Im still struggling with ADHD I want to give up

Hi,

Im new here and im really struggling. i was newly diagnosed with adhd last year and honestly i hate having adhd. i feel like its ruining my life. I hate my clinic, I hate my psychiatrist, and I feel like their classes and the meds are doing nothing. I am considering abandoning my clinic and meds altogether because I don’t see a difference in my life. I have just been bumped up to 40 mg of vyvanse. (I was on 30mg and before that 40mg of ritalin).Ritalin makes me chew on my face. The only area ive noticed improvements in is in the area of my home and appearance. I am much more clean/organized and running errands is a little easier.) However those things are not important in the grand scheme of life. I find that i still have absolutely zero desire to do whats actually important. For me, that means: completing unfinished projects. i very badly want a career of my own that i enjoy. I have hundreds of unfinished ‘works’. For years, I’ve been sick and tired of re-visiting them and knowing i will NEVER complete them. I like too many things and no I can’t narrow them down to one. Maybe for a time, but eventually i get bored or have a spark for a ‘new idea’. I suffer from FOLI (Fear of Losing Interest) because it inevitably happens.

I used to love several creative hobbies (i am really talented in most of them) i could prob make an attractive income if i could just finish 'em. Heck maybe even make six figures and buy my first car, house, dog etc. But i can’t finish anything! My passions are like a drug…i love them and will be hooked on them for a week…and than days later i absolutely despise them. Which is such a shame because so many of my friends tell me im really good at what i do. That I am smart and i should start a biz. Im sad I can’t stick to projects to build a career for myself. I am jack of all trades, moving from one obsession to the next, yet master of none. My hobbies cost money too so im broke all the time. The financial walls prevent me from going all the way too so i give up. Im very much in debt. I quit every job i have after a few months cause they’re so monotonous. Does anyone else have the same issues?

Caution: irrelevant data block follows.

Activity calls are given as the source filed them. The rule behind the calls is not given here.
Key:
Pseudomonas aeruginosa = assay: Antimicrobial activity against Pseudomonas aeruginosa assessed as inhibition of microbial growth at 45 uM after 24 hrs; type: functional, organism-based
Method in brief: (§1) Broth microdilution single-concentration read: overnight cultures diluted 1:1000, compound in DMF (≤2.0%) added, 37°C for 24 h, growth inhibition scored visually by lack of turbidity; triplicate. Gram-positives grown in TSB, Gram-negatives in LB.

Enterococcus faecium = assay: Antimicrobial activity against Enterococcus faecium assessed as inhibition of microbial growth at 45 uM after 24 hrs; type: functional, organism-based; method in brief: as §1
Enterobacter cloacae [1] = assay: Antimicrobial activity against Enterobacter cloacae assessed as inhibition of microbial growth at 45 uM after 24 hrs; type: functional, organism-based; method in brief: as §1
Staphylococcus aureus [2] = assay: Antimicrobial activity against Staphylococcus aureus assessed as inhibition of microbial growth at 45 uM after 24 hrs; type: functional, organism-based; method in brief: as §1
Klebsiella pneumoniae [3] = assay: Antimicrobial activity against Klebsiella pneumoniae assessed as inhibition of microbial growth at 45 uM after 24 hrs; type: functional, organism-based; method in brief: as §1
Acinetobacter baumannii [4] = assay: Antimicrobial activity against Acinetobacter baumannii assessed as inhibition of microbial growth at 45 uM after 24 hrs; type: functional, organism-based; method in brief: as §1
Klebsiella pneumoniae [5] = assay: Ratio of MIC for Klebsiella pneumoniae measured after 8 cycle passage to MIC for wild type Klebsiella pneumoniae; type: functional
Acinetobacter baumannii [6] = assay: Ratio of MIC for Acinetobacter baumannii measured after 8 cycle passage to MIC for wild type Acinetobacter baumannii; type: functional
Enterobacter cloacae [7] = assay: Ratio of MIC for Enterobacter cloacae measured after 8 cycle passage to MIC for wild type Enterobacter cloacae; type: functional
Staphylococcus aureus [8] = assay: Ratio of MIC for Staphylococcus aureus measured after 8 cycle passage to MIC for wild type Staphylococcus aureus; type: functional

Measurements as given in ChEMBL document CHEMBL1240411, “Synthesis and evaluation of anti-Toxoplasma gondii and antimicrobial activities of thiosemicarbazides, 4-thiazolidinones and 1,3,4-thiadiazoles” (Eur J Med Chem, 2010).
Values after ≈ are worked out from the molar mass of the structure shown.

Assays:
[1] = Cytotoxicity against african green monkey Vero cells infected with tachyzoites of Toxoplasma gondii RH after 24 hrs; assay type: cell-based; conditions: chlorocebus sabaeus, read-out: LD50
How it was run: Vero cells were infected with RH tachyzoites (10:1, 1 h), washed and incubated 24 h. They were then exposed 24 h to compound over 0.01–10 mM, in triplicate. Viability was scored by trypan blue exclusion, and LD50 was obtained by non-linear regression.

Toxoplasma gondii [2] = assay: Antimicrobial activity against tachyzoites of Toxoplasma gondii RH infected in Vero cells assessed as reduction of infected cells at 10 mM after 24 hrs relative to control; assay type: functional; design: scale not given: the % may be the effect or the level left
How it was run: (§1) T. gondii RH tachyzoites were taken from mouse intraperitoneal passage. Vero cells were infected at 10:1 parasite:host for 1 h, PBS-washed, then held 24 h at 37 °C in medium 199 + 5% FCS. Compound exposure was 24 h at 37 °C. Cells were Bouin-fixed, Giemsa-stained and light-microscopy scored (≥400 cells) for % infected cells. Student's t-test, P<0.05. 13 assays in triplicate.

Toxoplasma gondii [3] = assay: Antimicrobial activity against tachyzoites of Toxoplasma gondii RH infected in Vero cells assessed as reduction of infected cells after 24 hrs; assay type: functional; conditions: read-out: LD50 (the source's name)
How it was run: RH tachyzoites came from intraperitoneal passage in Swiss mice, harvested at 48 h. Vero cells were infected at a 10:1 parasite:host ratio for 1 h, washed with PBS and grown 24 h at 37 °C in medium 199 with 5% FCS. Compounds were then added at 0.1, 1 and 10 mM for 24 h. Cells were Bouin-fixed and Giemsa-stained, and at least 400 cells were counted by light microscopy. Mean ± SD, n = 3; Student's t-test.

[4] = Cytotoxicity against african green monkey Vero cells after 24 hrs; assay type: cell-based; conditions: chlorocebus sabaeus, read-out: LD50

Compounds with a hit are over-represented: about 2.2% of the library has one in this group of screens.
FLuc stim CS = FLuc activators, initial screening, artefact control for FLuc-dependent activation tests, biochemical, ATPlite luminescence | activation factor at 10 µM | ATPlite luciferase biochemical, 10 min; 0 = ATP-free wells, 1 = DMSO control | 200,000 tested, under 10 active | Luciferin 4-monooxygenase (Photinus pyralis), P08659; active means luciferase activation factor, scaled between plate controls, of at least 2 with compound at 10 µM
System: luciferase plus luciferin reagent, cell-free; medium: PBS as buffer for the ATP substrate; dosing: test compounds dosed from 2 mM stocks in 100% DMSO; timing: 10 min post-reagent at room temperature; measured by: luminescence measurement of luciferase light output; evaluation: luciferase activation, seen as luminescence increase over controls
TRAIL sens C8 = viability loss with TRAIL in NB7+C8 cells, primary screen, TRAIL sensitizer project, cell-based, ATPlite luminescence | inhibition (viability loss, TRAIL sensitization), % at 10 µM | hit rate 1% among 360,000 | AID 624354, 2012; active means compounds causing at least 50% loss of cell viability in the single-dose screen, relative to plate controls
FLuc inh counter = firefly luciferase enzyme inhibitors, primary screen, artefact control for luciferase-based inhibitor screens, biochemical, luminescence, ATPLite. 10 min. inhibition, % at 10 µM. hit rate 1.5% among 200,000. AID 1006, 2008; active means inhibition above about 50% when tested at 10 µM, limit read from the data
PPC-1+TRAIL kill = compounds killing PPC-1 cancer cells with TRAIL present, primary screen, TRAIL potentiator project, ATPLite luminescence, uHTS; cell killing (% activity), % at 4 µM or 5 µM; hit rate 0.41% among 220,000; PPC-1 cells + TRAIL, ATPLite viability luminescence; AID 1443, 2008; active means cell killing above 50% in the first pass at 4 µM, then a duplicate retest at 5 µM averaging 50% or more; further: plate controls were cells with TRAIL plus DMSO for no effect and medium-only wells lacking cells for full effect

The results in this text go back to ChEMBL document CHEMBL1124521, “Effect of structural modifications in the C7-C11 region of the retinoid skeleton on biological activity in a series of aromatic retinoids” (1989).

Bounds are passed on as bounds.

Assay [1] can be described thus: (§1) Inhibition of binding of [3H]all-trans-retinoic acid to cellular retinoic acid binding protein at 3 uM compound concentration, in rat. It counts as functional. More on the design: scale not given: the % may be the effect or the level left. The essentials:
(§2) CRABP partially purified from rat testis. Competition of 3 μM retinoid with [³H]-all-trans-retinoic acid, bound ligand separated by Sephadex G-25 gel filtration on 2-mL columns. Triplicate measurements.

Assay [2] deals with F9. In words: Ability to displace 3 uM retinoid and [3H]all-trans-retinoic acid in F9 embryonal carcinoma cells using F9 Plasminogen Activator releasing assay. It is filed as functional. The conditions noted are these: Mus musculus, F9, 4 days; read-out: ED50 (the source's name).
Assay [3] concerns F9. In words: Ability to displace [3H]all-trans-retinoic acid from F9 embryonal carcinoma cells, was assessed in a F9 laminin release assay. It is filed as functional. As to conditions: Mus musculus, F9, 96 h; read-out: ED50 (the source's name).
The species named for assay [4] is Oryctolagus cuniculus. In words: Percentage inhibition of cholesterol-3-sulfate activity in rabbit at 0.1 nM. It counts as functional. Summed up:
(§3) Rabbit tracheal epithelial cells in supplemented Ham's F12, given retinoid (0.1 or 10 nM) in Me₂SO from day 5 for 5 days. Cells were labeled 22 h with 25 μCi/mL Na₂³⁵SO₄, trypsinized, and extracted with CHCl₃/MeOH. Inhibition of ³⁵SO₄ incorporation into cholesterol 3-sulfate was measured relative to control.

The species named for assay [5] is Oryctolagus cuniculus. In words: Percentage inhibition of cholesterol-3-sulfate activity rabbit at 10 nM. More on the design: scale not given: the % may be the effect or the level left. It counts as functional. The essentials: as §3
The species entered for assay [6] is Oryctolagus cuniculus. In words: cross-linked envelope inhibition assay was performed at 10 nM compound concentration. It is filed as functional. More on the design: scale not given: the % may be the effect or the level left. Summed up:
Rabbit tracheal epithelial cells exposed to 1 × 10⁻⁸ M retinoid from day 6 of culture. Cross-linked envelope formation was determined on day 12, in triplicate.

My current regimens:

  • Yes i have 5 agendas & calendars…they work until they dont.
  • Yes i exercise at least 30-60 min 3-5 days a week.
  • I eat well (i dont drink, smoke or do drugs)
  • i have no social life…what for? Im so behind on life, goals, cleaning, self-care, sleep.
  • I binge a lot of youtube. After 5pm im done for the day.
  • I have 101 unfinished projects and a room full of abandoned tools/crafts.
  • Lets not forget the impulse purchases (which i frequently return…or run into debt)
  • Def single…what do i have to show for? mid-thirties, barely work…dont have a career im proud of because of incessant procrastination no matter how hard i push. Even though im super loving and would make a great partner…im embarassed that i dont have any cool things going for me. No sense of identity or calling to present.
  • In my younger days i could finish some stuff. But Im an adult now who has rent, food, debt to pay…i have responsibilities and can’t freely ‘play’ all day.
  • i hate working for other people.
  • Why do i love something for 3 months…than f*cking hate it for 3 months? Then love it again for 3 months…then hate it for a year?..The cycle repeats like groundhog day.
  • If i cant finish projects and cant fulfill God’s plan/purpose for me; what kind of life is that? Am I doomed to be a couch potato? It feels like i’ll just be a manic/lazy piece of crap for the rest of my life – forever running on a hamster wheel of insanity until i burn out.
  • My adhd psychiatrist sucks; i cant switch to a new one, cause they’re the only specialist in town!
  • i was offered ‘executive function’ classes and CBT to help with life/schedule planning…but honestly…i dont have ANY faith left in my doctor/counsellors. The last councellor gave me some bs “wellness wheel diagram”…did i keep on top of it? hell no…forgot all about it. It was a very unusefull worksheet meant for 5 year olds. :expressionless:

Help :frowning: Im really sad and struggling. Every time i go to my specialists i end up throwing a tantrum of frustration and crying because i feel like they have no idea what im going thru. Their remedies suck. I feel alone, trapped in my mind/body.

Sincerely,

feeling doomed, couch potato.

2 Likes

First of all, have a hug!